How to Fail as a Leader

The authors of the new book 'Real-Time Leadership' outline the traits of effective leaders (kindness is key) and what will ensure a leader’s failure.

Employees throw wads of paper at their boss because of bad leadership.
(Image credit: Getty Images)

“My wife, ‘Emily,’ was recently named to run an important division in her employer’s auto accessories company. She is one of the most capable people I know for any job, but is terrified of these new responsibilities and has expressed a great deal of self-doubt, which is really out of character. Do you know of a resource for someone who suddenly finds themselves in a leadership role? I know that one day she will become CEO, but right now my wife is a trembling puppy. She is a very kind person and worried if that aspect of her personality will interfere with this new position. Emily responds well when shown what not to do. Thanks, ‘Bob.’”

'Kindness is the key to effective leadership'

In my recent chat with David Noble and Carol Kauffman, authors of the just-published Real-Time Leadership: Find Your Winning Moves When the Stakes Are High, both underscored an important and sometimes overlooked element of effective leadership: kindness.

Both authors distill their years in executive coaching and academia into a highly accessible read that provides a how-to approach for the challenges of leadership, but not only for executives. Real-Time Leadership also illuminates a dark room where family members often find themselves where one has received an important promotion or assignment.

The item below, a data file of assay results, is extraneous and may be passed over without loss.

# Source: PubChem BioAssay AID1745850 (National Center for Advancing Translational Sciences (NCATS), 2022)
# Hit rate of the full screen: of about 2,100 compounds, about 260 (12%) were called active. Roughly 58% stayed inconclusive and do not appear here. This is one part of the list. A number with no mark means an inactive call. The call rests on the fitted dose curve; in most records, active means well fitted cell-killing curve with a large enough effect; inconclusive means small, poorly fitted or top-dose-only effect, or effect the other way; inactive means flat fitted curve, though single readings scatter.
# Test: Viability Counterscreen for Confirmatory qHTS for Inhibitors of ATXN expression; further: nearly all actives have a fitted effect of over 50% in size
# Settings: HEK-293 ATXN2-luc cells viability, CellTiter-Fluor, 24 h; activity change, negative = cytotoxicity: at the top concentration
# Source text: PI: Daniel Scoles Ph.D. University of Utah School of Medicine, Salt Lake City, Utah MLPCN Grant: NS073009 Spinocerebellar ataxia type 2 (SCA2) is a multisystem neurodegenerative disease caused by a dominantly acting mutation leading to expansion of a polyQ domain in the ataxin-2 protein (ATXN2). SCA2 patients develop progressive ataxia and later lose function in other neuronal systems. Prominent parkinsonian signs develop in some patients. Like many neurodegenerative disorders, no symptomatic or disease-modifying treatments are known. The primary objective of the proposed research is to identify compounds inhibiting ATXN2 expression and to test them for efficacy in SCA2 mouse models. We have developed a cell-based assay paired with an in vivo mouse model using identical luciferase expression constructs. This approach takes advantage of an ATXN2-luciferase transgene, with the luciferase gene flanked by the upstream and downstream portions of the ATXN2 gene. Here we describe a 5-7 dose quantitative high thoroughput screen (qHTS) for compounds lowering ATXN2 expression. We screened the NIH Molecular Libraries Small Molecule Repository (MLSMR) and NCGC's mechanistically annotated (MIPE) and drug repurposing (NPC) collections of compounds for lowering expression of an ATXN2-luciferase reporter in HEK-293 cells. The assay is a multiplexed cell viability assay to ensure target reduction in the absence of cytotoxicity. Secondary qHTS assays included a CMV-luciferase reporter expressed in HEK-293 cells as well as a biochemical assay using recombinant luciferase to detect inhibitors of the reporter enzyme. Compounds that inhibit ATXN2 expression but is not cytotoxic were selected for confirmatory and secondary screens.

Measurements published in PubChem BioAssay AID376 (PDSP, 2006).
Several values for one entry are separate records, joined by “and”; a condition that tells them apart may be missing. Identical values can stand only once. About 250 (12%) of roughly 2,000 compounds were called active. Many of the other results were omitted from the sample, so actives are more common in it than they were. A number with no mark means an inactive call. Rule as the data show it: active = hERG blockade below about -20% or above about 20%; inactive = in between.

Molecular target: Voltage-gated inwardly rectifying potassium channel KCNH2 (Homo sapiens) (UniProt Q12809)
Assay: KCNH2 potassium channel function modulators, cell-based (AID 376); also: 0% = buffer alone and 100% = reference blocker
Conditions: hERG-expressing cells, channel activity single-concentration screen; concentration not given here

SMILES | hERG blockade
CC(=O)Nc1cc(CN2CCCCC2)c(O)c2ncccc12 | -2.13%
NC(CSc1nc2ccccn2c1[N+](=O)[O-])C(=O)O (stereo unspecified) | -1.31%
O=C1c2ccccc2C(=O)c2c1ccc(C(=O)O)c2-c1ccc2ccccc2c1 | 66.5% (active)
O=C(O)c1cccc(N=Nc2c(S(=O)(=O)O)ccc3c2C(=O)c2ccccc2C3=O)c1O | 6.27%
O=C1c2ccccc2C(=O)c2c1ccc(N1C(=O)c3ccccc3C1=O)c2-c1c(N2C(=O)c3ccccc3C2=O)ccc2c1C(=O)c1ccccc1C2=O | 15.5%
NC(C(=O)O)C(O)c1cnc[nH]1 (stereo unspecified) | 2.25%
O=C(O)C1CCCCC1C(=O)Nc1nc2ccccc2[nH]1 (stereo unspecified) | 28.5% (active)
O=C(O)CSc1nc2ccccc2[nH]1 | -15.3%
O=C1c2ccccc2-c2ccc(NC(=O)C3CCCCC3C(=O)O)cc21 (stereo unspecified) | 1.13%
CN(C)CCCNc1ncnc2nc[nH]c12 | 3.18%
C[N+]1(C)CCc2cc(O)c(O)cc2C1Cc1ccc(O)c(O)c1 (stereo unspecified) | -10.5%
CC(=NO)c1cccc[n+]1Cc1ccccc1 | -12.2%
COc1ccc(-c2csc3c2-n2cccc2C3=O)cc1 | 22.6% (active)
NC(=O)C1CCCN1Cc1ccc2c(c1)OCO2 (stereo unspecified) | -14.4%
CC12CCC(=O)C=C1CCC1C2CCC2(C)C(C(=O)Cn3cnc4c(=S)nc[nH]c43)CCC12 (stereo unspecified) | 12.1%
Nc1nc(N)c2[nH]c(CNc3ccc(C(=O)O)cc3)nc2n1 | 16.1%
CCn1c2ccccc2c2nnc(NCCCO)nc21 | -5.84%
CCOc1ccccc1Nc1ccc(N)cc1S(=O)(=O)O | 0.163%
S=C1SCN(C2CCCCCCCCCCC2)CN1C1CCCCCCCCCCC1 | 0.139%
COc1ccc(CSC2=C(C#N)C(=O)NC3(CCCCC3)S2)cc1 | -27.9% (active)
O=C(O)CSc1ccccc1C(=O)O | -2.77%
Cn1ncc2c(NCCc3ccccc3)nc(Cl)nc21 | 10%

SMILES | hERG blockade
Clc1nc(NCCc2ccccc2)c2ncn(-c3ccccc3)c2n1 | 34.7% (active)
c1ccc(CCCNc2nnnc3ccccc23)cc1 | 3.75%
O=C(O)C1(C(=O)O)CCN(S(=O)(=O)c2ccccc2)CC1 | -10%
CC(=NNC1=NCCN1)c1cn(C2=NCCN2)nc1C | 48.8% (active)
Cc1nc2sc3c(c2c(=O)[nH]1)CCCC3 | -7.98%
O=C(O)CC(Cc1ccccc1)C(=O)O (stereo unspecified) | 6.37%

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I asked Noble and Kauffman for their lists of the things that can lead to a leader failing. Here's what Noble said:

1. Failing to connect with your team.

Consequences: When stepping into a new job, a guaranteed method of failure is to not connect with your team, just coming in and assuming that you know everything and there is no need to understand your people, their strengths, wants and needs and what the business is all about.

2. Failing to read the culture.

Consequences: The culture might be a highly supportive, collaborative environment, but if you come in as a leader who is going to micromanage your employees, this will prove to be highly destructive.

3. Doing nothing for months, showing no accomplishments or results.

Consequences: You will have nothing to show your ability or competence.

4. Failing to anchor your day-to-day work to a longer-term strategy.

Consequences: If you do not have a long-term game plan, you are likely to fail.

A theme in Real-Time Leadership the authors stress is being “mindfully alert — to have insight into your own goals, those of your people and not be only concerned with what you want for yourself.”

To Kauffman, a leader will fail by:

  • Prejudging and not taking the time to analyze alternatives.
  • Focusing exclusively on his/her own development.
  • Limiting engagement to only those people who are perceived as supportive.

“These three attitudes are horribly destructive,” she underscores, adding, “The other dimensions of leadership failure include not noticing or caring about what other people need from you and just going with your reflexes, not thinking the decision over and just acting.”